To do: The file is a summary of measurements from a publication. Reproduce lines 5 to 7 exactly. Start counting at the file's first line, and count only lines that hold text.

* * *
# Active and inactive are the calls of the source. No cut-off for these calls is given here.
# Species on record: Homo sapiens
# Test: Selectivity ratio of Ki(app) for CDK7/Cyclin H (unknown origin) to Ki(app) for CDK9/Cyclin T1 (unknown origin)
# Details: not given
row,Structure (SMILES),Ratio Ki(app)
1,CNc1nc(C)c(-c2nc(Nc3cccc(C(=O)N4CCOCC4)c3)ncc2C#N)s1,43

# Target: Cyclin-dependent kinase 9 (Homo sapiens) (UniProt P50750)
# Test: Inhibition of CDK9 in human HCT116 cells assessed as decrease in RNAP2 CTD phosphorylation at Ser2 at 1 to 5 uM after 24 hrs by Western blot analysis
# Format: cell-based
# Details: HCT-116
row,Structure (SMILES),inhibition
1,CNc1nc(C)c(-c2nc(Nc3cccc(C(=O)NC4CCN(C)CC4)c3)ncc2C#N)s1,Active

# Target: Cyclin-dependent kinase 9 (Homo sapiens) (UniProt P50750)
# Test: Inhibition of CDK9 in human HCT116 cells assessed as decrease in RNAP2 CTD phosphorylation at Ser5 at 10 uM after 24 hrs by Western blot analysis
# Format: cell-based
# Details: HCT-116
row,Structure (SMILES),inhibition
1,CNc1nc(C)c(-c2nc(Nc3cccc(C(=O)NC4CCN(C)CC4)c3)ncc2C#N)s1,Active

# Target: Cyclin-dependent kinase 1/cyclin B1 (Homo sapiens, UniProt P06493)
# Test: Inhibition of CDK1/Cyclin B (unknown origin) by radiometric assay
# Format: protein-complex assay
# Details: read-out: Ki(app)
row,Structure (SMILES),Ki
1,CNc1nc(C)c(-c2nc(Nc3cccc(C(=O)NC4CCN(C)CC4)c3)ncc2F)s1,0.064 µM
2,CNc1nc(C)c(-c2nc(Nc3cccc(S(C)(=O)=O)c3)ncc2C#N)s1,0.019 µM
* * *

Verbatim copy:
row,Structure (SMILES),Ratio Ki(app)
1,CNc1nc(C)c(-c2nc(Nc3cccc(C(=O)N4CCOCC4)c3)ncc2C#N)s1,43

# Target: Cyclin-dependent kinase 9 (Homo sapiens) (UniProt P50750)